I keep telling myself that I have bad luck. Bad things seem to follow me around. Since deciding to venture around the world, the universe has for some reason decided to conspire against me. Right on cue when arriving to New Zealand my bags were delayed for 24 hours. On the bright side I got 50 dollars for my troubles. Today leaving New Zealand I was charged an extra 30 dollars for forgetting to apply for my Australian tourist visa on top of a $130 dollar fee for not booking my guitar on the flight as additional baggage. Yes both my fault, but painful all the same. These unfortunate things seem to happen to me far too often for my liking. I reckon I could pick up a cheap car with the amount I have had to pay in fines & fees. I hate ranting on about it but want to see if anyone else out there has shared a similar experience. It’s a common understanding that negative events which have occurred in the past claim a higher priority in your long term memory than positive ones. I guess it is a trait that humans have inherited through evolution. A tool of survival. If we give more worth to negative events then perhaps we will learn from them, preventing a reoccurrence. I wonder..maybe I never inherited this “learning” part. Perhaps I am going through a phase of “bad luck” as this hasn’t always been the way with me. I’ve always considered myself to be a relatively lucky person. In reality I’m not actually that unlucky but rather incredibly naive. Overlooking small details, not planning, making silly assumptions, winging it too often and just being totally laid back about most things. As much as it can sometimes suck, I don’t think I’m going to change any time soon. Simply put, I like not giving a shit.
I’ll give a few examples, some of which are rather hilarious looking back now. Others which cost me a lot of money and involved some pretty harsh verbal abuse directed at myself. When first arriving in Wanaka at the beginning of the winter, I decided to do some Wwoofing (working in exchange for accommodation) in Base hostel. Upon securing a job at Fitzpatricks Irish bar, I decided to discontinue the Wwoofing in order to free up some time during the day for activities. With my accommodation now gone I would be living in the Fargo indefinitely. Refusing to pay money for accommodation, I could work less and have more free time to enjoy. I had the option of either paying a small fee to stay at a campsite in Albert town nearby or alternatively parking/camping at a friends place for nothing. Instead I thought to myself that it would be a fantastic idea to freedom camp in a public park for my first night in the Fargo. Needless to say I woke up the next morning with a freedom camping infringement fine slapped on my camper windscreen to the sound of $200. Absolute bullshit I shouted in disbelief while furiously attempting to rip out my hair. I promised myself that I wouldn’t pay it. 10 minutes later I was sitting in the county council office filling out an infringement appeal form in vain, hoping to have my fine rescinded. I’ve paid the fine since of course and luckily haven’t gotten another. Freedom camping, or camping in a public area in NZ without a self-contained vehicle, is strictly enforced. In Wanaka/Queenstown there is a warden that patrols the area at night and usually shortly before dawn. In my head I was sure that I would get away with it. My naivety getting the better of me once again.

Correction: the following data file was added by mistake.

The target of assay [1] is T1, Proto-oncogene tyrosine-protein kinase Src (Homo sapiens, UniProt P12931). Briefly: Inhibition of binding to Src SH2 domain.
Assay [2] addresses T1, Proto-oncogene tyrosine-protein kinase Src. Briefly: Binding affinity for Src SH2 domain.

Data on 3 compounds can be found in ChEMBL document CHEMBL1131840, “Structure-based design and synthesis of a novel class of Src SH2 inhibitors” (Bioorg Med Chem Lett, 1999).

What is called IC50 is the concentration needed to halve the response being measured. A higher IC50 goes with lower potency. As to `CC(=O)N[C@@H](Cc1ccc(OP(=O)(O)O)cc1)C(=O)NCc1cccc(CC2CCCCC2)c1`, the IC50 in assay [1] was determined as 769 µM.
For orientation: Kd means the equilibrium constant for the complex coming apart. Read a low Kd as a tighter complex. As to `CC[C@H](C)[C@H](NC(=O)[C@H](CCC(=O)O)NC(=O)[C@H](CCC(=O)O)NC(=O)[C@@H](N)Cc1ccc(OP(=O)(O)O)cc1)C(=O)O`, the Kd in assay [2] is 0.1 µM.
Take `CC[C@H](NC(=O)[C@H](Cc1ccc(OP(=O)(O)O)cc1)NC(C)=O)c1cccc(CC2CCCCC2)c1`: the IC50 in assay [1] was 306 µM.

Or the time in Gisborne when I had just bought a secondhand, near new Al Merrick quad fin, semi-gun surfboard 6’10”. A precious thing. It was a step up board for me and meant a great deal to me. I had to buy a new board because my last one had been dinged, banged, dropped and abused before ultimately being brutally destroyed after it had fallen out of a moving pickup truck for the second time. I had gotten to the stage where I was feeling incredibly comfortable and confident when surfing this new machine. A few weeks after buying the board I was out surfing with friends. Catching some amazing waves and having heaps of fun. After catching a wave and prematurely wiping out, I looked up to see Rob begin his paddle for the next wave that was rolling in. I began paddling out of the firing zone. He was approaching me at an alarming pace, much faster than I had originally thought. He somehow failed to see me paddling in his line. Before both of us could do anything, we had a massive collision. Thankfully nobody was badly hurt. That is, except for my board. A couple of surfless days later and a couple of hundred dollars poorer, I was grateful to have my board back and fully repaired. I took it out for a surf session and had a great one. I quickly forgot everything that had happened. We went to a party that night, rocking up in our campers. Playing music by the fire and having a bit of banter with the locals, we had a great night. That is, until the unspeakable happened. Ryan was exhausted, wanting to take shelter from the rain and quite rightly deciding to sleep in the back of the Fargo. To do this he first had to remove the surfboards, placing them behind the van so as to make adequate space for himself to rest. A short time later I hopped into the drivers seat after we had collectively decided to call it a night. Unbeknownst to me the surfboard were still sitting behind the van. Ryan was still asleep so he couldn’t warn me. Content with having had a great day up to that point I slowly reversed the Fargo. A sickening crunch was heard by everyone. Both the Fargo and our hearts came to a sudden halt. Something horrible had just happened and I somehow had a premonition that it involved my board. I got out of the car to assess the damage. All of the boards were fully intact apart from mine. It was bad. Real bad. It was a tragedy. The damage was worse than I thought. All four fins were broken. All of the fin plugs had been pulled out of the board. There were tire marks across the board and it was now oddly disfigured. It looked horrendous, something from a nightmare. I was on the verge of tears, barely able to contain my anguish. A few hundred dollars later and it was one again fixed. I reckon that board was cursed. Ryan took it out for a surf a couple of weeks after it had been repaired to give it a try. Almost as if a malicious spiteful act, the tip of the board directed itself at his face after he had finished on a wave. He walked back up to where we were all sitting while watching the waves. We were horrified when we saw what had happened. Blood was oozing from his face in several places. We had to bring him to the hospital to get multiple stitches. It turned out that the board had left its mark and had somehow lodged a couple of shards of fibre glass into his skull. Gnarly. Somehow my terrible luck had been absorbed by the board and subsequently transferred itself to Ryan’s face. I’ve since sold the board. I can only hope the next user has a tad more luck with it than I did.